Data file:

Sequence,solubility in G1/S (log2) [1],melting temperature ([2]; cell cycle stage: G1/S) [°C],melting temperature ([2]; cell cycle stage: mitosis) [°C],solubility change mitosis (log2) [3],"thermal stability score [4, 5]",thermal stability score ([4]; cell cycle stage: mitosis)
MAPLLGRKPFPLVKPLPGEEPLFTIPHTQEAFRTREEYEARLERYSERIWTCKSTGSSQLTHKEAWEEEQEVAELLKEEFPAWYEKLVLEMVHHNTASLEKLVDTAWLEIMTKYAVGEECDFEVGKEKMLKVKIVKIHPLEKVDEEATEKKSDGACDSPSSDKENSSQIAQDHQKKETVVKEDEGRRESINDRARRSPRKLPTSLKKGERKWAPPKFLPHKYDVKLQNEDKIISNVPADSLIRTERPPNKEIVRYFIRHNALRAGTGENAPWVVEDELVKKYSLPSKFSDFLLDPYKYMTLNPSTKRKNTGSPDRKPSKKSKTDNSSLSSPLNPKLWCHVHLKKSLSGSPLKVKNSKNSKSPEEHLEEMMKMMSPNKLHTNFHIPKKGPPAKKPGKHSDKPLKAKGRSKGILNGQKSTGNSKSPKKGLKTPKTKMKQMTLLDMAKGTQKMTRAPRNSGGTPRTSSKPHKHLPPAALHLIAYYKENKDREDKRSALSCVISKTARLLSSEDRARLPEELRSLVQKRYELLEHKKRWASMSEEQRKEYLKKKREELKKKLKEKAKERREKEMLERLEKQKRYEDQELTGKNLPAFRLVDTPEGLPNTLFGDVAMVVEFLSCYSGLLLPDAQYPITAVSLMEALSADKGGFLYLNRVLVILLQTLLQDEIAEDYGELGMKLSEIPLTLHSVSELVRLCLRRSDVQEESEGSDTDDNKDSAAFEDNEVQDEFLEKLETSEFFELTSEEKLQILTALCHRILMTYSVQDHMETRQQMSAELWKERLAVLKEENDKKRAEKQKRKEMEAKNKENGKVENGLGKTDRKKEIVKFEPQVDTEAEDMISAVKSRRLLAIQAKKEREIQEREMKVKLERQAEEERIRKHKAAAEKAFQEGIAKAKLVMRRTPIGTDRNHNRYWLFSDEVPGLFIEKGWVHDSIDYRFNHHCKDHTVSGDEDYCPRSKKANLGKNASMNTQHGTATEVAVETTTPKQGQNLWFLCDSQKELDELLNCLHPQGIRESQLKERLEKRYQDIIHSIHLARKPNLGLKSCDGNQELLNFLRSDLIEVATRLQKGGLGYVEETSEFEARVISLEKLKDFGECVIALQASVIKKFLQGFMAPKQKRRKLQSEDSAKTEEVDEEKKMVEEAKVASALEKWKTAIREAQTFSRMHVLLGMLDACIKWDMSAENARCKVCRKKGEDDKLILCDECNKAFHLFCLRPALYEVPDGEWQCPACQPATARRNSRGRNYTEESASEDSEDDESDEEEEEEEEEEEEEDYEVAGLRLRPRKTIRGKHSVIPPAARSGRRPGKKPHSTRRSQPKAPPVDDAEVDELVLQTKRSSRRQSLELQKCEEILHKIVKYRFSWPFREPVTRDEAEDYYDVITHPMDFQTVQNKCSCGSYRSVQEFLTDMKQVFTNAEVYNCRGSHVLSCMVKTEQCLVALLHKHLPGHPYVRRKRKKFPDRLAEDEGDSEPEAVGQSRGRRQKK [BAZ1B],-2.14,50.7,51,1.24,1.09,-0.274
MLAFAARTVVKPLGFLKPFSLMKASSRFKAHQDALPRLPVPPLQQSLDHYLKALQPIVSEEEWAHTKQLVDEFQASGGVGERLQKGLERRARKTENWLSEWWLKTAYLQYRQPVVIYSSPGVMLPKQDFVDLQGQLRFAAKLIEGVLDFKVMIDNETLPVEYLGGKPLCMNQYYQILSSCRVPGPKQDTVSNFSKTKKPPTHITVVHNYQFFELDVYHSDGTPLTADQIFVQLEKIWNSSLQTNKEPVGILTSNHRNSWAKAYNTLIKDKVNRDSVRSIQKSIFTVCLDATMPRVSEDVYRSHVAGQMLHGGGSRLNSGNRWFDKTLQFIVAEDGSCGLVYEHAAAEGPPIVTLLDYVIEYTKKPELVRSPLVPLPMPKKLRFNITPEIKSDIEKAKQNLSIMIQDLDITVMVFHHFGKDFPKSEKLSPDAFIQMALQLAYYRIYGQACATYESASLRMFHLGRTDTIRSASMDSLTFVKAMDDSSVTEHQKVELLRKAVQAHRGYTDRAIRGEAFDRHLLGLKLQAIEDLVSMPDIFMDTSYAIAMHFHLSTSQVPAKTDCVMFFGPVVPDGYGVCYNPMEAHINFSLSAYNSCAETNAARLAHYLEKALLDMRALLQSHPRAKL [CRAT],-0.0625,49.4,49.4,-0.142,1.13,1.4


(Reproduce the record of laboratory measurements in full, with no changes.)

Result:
Sequence,solubility in G1/S (log2) [1],melting temperature ([2]; cell cycle stage: G1/S) [°C],melting temperature ([2]; cell cycle stage: mitosis) [°C],solubility change mitosis (log2) [3],"thermal stability score [4, 5]",thermal stability score ([4]; cell cycle stage: mitosis)
MAPLLGRKPFPLVKPLPGEEPLFTIPHTQEAFRTREEYEARLERYSERIWTCKSTGSSQLTHKEAWEEEQEVAELLKEEFPAWYEKLVLEMVHHNTASLEKLVDTAWLEIMTKYAVGEECDFEVGKEKMLKVKIVKIHPLEKVDEEATEKKSDGACDSPSSDKENSSQIAQDHQKKETVVKEDEGRRESINDRARRSPRKLPTSLKKGERKWAPPKFLPHKYDVKLQNEDKIISNVPADSLIRTERPPNKEIVRYFIRHNALRAGTGENAPWVVEDELVKKYSLPSKFSDFLLDPYKYMTLNPSTKRKNTGSPDRKPSKKSKTDNSSLSSPLNPKLWCHVHLKKSLSGSPLKVKNSKNSKSPEEHLEEMMKMMSPNKLHTNFHIPKKGPPAKKPGKHSDKPLKAKGRSKGILNGQKSTGNSKSPKKGLKTPKTKMKQMTLLDMAKGTQKMTRAPRNSGGTPRTSSKPHKHLPPAALHLIAYYKENKDREDKRSALSCVISKTARLLSSEDRARLPEELRSLVQKRYELLEHKKRWASMSEEQRKEYLKKKREELKKKLKEKAKERREKEMLERLEKQKRYEDQELTGKNLPAFRLVDTPEGLPNTLFGDVAMVVEFLSCYSGLLLPDAQYPITAVSLMEALSADKGGFLYLNRVLVILLQTLLQDEIAEDYGELGMKLSEIPLTLHSVSELVRLCLRRSDVQEESEGSDTDDNKDSAAFEDNEVQDEFLEKLETSEFFELTSEEKLQILTALCHRILMTYSVQDHMETRQQMSAELWKERLAVLKEENDKKRAEKQKRKEMEAKNKENGKVENGLGKTDRKKEIVKFEPQVDTEAEDMISAVKSRRLLAIQAKKEREIQEREMKVKLERQAEEERIRKHKAAAEKAFQEGIAKAKLVMRRTPIGTDRNHNRYWLFSDEVPGLFIEKGWVHDSIDYRFNHHCKDHTVSGDEDYCPRSKKANLGKNASMNTQHGTATEVAVETTTPKQGQNLWFLCDSQKELDELLNCLHPQGIRESQLKERLEKRYQDIIHSIHLARKPNLGLKSCDGNQELLNFLRSDLIEVATRLQKGGLGYVEETSEFEARVISLEKLKDFGECVIALQASVIKKFLQGFMAPKQKRRKLQSEDSAKTEEVDEEKKMVEEAKVASALEKWKTAIREAQTFSRMHVLLGMLDACIKWDMSAENARCKVCRKKGEDDKLILCDECNKAFHLFCLRPALYEVPDGEWQCPACQPATARRNSRGRNYTEESASEDSEDDESDEEEEEEEEEEEEEDYEVAGLRLRPRKTIRGKHSVIPPAARSGRRPGKKPHSTRRSQPKAPPVDDAEVDELVLQTKRSSRRQSLELQKCEEILHKIVKYRFSWPFREPVTRDEAEDYYDVITHPMDFQTVQNKCSCGSYRSVQEFLTDMKQVFTNAEVYNCRGSHVLSCMVKTEQCLVALLHKHLPGHPYVRRKRKKFPDRLAEDEGDSEPEAVGQSRGRRQKK [BAZ1B],-2.14,50.7,51,1.24,1.09,-0.274
MLAFAARTVVKPLGFLKPFSLMKASSRFKAHQDALPRLPVPPLQQSLDHYLKALQPIVSEEEWAHTKQLVDEFQASGGVGERLQKGLERRARKTENWLSEWWLKTAYLQYRQPVVIYSSPGVMLPKQDFVDLQGQLRFAAKLIEGVLDFKVMIDNETLPVEYLGGKPLCMNQYYQILSSCRVPGPKQDTVSNFSKTKKPPTHITVVHNYQFFELDVYHSDGTPLTADQIFVQLEKIWNSSLQTNKEPVGILTSNHRNSWAKAYNTLIKDKVNRDSVRSIQKSIFTVCLDATMPRVSEDVYRSHVAGQMLHGGGSRLNSGNRWFDKTLQFIVAEDGSCGLVYEHAAAEGPPIVTLLDYVIEYTKKPELVRSPLVPLPMPKKLRFNITPEIKSDIEKAKQNLSIMIQDLDITVMVFHHFGKDFPKSEKLSPDAFIQMALQLAYYRIYGQACATYESASLRMFHLGRTDTIRSASMDSLTFVKAMDDSSVTEHQKVELLRKAVQAHRGYTDRAIRGEAFDRHLLGLKLQAIEDLVSMPDIFMDTSYAIAMHFHLSTSQVPAKTDCVMFFGPVVPDGYGVCYNPMEAHINFSLSAYNSCAETNAARLAHYLEKALLDMRALLQSHPRAKL [CRAT],-0.0625,49.4,49.4,-0.142,1.13,1.4